There are certain times in a person’s life when you have that deep down palate-watering craving for fish and chips. And I’m not talking delicate, flakey lemon caper mac nut-encrusted filet in a white wine reduction. No, I’m talking hot-n-greasy-napkin-soaking-burn-your-fingers-fish-n-chips.
It’s this random craving that keeps fish restaurants in business (I mean, come on—how many people eat fish and chips everyday?). And it’s this random craving that brings hundreds of tourists and locals to the little dive on the corner of Baldwin and Hana Hwy in Paia. Just the other day this craving landed me in a line 20 deep and out the door at The Fish Market.
It was hot as hell. I’m sweating, Mr. Man in front of me is sweating, the cashier is sweating and the cooks are most definitely sweating. I’m tempted to walk out the door and seek out some breeze but then I look at the sweating man eating fish while sitting beside me and I remember why I came.
The colorful menu above the counter helps: Ahi! Ono! Mahi! Lehi! Opa! Uku! All fresh and ready to go! I quickly contemplate the pastas—choice of chicken or fish—because it’s topped with white sauce. My favorite! Sandwiches and burgers (chicken or fish) look good, too, but I’m totally filet-o-fished out after my road trip last week.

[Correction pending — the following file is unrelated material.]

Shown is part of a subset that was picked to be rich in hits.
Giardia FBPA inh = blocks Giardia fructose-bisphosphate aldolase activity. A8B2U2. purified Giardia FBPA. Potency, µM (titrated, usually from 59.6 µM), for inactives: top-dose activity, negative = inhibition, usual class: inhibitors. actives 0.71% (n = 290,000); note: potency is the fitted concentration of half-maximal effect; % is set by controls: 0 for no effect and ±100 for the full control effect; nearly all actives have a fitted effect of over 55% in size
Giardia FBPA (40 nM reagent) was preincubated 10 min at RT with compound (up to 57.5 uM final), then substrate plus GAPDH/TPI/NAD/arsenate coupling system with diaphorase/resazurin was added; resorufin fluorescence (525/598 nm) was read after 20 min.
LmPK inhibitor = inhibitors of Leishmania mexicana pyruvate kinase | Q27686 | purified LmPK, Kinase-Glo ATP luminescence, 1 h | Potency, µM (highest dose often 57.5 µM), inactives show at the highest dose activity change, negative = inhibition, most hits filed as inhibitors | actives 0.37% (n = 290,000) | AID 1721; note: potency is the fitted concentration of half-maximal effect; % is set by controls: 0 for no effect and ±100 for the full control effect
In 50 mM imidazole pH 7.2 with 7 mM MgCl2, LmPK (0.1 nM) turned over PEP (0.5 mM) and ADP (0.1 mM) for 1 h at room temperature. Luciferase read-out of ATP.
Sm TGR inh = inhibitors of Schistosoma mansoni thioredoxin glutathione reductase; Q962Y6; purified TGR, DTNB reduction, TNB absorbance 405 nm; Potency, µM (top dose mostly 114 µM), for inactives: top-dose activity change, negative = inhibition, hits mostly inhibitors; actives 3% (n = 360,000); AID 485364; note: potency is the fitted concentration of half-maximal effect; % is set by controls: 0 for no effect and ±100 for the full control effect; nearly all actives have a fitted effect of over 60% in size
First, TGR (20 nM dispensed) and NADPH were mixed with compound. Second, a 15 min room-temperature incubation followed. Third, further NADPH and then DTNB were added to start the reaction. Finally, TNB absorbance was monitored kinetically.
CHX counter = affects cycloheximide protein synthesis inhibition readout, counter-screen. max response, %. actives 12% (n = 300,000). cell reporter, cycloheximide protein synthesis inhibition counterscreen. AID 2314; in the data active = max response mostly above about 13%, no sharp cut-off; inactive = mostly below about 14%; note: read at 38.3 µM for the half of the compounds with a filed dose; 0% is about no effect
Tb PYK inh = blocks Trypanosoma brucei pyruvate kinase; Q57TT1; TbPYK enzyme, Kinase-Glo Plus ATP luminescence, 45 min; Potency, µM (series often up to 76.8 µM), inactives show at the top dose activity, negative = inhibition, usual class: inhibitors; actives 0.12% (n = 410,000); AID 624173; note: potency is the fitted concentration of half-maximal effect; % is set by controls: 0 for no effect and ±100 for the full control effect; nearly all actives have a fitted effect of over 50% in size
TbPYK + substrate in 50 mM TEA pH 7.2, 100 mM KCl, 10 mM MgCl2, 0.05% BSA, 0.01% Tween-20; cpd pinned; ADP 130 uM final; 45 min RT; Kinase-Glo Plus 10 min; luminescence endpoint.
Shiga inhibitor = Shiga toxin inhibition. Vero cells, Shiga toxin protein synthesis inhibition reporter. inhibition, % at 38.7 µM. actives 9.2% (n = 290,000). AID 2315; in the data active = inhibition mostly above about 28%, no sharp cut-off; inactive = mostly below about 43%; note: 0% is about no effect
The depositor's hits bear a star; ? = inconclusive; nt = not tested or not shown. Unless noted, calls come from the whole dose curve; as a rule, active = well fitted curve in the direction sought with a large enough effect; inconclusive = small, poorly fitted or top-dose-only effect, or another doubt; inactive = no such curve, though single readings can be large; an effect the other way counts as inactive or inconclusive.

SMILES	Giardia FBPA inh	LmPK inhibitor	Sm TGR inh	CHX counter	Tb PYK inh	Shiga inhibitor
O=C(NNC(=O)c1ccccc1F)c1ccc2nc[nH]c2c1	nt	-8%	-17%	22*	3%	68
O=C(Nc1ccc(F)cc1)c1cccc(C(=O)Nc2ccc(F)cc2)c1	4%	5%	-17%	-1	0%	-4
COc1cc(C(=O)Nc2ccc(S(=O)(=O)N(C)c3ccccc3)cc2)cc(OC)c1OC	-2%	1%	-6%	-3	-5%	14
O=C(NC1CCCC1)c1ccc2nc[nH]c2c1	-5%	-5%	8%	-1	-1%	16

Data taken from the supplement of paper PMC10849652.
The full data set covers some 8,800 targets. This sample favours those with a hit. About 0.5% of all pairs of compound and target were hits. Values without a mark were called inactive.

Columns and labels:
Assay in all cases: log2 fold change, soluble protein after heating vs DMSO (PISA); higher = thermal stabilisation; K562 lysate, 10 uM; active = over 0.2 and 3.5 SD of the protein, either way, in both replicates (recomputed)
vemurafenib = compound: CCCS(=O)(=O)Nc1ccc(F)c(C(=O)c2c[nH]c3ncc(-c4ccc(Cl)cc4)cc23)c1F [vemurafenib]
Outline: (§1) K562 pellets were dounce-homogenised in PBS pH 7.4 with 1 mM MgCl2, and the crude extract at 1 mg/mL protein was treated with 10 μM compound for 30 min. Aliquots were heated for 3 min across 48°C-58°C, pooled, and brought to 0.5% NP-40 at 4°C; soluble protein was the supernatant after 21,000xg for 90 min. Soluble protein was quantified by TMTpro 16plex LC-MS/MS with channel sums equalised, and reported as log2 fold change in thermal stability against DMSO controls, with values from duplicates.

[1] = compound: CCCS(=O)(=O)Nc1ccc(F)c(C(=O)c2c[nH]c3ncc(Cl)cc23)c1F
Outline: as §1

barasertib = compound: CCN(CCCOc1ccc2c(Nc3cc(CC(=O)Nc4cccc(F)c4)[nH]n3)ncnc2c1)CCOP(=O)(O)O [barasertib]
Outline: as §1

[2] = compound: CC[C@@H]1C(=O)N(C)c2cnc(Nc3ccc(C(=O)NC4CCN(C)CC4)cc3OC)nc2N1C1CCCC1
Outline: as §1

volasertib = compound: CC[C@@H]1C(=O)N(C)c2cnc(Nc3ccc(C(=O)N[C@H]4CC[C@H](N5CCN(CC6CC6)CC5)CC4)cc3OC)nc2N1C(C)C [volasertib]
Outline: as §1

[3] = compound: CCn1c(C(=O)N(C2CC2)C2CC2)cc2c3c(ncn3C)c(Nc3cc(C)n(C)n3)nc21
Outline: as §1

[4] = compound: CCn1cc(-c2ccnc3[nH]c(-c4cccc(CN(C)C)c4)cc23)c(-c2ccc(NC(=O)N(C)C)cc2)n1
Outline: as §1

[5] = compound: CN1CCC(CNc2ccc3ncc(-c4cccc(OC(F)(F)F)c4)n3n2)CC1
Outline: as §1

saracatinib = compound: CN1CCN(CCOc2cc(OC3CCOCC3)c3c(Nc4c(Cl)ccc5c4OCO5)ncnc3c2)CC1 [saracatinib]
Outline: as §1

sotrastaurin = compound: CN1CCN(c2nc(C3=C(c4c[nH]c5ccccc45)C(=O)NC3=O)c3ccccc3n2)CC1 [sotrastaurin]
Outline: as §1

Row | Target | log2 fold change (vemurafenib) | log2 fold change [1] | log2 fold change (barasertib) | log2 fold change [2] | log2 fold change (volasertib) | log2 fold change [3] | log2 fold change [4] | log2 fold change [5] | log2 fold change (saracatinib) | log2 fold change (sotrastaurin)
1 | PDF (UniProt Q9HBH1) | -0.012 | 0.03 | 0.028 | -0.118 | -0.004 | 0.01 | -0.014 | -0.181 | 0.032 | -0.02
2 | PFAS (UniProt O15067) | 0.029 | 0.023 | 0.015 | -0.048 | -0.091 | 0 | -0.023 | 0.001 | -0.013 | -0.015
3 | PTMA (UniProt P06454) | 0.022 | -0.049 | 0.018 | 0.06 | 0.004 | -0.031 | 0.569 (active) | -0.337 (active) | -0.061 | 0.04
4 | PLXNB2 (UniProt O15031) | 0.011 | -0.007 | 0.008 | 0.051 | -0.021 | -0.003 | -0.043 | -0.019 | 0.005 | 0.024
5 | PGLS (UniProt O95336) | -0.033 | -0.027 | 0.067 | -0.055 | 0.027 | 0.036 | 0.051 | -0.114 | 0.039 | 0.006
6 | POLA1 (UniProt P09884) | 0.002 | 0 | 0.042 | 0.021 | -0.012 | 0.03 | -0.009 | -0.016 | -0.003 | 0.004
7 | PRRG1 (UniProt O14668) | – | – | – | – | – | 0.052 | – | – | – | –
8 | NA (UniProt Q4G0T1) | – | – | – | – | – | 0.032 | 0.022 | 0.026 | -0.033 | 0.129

Then I catch a glimpse of the South of the Border Fish Quesadilla and my mouth begins to water. Or was it the smell of fried food emanating in the greasy air? That would be the classic Fish and Chips. Do they have Chicken and Chips? Why not?
Finally the sweaty woman takes my order: Mahi Fish and Chips and a soda, which comes to $10.89. I sit down on one of the long picnic type tables next to a group of sweaty German windsurfers and wait. The communal aspect of the eating grounds make me a little uncomfortable so I pass the time looking at the old fishing photos framed on the wall.
Finally they call my name. My food is ready. The first bite of deep fried Mahi satisifies my random craving. Warm flavors and grease… just what I wanted.
Also with that first bite is that not so comfortable burning sensation on the top of my mouth that comes when you eat food too soon after it’s been fried. But I continue, wanting more of that delicious fish. The French fries are perfect, too—not too thick, not too soft. They’re crispy, but not too crispy.
By now my mind has forgotten the heat and the sweat and the communal dining. I’m in accelerated enjoyment mode and I eat fast before that greasy food feeling comes and I regret the whole thing.
That leaves just the coleslaw. I’ve always said there are two kinds of people in this world: those who like coleslaw and those who don’t. I’m a Don’t, but for the sake of this story I taste it. It’s simple, light and satisfying. A little too juicy, but good.E
At this point I can feel that greasy food feeling coming on, so I get up to walk off the calories on the Paia streets. I’m now fully satisfied. That is, until the next random fish and chips craving comes around. MTW